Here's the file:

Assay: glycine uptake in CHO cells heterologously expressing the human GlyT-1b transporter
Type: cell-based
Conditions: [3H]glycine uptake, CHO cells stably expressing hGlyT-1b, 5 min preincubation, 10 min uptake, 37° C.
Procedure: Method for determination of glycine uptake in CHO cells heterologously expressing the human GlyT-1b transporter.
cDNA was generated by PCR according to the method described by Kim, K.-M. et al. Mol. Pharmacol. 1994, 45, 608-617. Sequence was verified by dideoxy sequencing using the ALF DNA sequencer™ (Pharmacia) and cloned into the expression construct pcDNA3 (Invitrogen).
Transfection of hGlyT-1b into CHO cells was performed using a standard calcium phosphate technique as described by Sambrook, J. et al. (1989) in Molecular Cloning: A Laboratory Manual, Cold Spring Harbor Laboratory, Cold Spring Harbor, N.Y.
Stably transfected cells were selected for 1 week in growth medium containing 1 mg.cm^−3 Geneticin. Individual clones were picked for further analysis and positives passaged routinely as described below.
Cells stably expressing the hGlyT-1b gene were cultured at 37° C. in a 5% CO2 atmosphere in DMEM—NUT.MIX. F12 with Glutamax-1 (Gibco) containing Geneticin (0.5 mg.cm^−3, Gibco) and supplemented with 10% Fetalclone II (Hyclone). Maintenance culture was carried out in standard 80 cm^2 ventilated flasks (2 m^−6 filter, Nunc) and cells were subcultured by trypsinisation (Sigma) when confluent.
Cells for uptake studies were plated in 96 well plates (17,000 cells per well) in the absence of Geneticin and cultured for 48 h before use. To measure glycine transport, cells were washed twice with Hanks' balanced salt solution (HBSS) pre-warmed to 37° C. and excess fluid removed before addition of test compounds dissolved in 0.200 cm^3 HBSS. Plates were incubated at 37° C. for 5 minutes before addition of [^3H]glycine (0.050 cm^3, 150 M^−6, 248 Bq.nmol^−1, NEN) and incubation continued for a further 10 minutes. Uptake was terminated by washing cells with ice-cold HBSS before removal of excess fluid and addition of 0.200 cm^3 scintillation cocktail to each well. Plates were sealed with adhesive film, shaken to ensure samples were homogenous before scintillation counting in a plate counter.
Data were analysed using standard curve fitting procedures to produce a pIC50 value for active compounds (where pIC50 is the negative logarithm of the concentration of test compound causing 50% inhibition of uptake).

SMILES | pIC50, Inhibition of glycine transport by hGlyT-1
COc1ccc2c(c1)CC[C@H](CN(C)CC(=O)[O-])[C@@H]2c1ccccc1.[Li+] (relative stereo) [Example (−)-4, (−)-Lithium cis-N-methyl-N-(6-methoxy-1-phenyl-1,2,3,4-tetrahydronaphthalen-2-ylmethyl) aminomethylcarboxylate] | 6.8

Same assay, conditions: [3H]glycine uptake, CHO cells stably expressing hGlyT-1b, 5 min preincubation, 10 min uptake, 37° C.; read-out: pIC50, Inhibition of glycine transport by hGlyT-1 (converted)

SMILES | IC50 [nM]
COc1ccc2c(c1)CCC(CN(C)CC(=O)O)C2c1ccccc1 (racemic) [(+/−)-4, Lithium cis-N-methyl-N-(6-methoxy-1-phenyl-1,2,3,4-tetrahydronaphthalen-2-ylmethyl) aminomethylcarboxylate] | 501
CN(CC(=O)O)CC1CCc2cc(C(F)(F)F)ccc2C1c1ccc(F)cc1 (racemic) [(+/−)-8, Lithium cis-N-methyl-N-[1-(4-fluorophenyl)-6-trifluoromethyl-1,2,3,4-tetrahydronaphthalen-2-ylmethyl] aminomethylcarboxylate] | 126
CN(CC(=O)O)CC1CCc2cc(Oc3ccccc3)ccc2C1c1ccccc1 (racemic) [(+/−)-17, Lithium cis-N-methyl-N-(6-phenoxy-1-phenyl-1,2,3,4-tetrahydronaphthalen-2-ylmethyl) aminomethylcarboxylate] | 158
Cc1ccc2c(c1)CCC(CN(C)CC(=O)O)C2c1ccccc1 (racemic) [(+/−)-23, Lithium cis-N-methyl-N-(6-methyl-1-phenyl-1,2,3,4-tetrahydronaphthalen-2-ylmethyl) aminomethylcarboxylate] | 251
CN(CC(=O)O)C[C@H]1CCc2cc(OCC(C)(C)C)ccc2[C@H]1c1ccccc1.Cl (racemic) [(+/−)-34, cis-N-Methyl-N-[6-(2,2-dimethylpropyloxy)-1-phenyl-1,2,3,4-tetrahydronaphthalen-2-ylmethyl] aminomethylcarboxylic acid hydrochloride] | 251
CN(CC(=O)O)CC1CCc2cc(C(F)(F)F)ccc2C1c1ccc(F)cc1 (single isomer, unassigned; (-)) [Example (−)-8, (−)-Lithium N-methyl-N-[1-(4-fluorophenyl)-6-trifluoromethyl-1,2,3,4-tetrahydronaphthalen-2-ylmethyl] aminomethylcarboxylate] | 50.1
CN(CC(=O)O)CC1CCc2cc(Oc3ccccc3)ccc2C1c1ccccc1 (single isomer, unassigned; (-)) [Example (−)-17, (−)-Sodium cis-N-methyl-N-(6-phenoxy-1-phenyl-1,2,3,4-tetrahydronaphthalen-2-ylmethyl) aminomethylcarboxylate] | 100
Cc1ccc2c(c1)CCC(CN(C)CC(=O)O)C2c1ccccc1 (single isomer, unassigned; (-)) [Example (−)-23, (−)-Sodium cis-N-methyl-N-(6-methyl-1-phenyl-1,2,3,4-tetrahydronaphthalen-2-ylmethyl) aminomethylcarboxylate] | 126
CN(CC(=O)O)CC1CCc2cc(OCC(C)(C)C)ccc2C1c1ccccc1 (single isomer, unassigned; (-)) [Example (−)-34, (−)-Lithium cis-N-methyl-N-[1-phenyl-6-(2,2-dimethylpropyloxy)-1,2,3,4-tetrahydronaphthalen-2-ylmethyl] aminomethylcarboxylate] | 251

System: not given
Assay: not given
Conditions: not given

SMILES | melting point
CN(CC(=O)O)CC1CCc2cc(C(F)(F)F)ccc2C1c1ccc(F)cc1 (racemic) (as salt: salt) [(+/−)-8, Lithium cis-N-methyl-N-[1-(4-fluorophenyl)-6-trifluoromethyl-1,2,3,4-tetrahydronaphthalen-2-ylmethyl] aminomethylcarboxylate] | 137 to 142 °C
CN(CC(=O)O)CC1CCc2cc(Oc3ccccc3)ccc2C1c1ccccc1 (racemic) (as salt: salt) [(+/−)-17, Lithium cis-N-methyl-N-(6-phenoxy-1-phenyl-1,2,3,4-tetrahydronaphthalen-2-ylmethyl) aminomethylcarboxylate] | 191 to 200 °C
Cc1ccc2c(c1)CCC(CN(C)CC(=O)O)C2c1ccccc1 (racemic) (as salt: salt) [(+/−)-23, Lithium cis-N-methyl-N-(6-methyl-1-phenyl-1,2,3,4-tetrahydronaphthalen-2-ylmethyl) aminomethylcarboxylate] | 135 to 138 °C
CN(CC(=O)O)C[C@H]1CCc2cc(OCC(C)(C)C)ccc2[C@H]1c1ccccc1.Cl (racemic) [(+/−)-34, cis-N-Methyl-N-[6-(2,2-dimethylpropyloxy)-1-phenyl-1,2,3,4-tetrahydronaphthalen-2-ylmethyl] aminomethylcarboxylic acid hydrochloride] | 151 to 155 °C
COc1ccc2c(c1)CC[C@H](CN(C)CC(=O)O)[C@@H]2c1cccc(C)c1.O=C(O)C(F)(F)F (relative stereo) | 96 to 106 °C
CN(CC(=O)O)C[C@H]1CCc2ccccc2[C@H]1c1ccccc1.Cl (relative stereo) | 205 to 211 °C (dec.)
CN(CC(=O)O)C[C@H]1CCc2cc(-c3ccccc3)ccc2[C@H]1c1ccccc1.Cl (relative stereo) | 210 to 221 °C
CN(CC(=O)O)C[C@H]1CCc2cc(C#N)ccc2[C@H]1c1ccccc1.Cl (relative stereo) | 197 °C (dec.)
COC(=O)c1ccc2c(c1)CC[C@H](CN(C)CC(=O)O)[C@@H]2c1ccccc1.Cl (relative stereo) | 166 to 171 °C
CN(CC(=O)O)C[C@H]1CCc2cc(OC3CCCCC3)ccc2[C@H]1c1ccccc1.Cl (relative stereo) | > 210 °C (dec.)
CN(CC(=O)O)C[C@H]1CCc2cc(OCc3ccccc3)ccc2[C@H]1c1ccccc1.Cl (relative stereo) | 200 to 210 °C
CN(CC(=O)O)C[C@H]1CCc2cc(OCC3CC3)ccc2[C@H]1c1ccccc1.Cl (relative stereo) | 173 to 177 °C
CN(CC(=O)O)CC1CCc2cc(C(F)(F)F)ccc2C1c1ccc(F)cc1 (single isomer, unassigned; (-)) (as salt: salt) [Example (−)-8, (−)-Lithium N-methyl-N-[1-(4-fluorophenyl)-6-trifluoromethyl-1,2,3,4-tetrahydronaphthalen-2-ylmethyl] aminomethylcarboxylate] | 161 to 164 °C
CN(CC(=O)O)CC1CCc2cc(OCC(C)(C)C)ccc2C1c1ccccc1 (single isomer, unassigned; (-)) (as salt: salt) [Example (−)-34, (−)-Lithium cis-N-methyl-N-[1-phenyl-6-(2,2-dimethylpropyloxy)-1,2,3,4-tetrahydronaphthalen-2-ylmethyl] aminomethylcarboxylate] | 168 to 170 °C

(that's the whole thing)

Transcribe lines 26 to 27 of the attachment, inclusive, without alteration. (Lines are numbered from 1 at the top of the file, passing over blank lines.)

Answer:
Conditions: not given

SMILES | melting point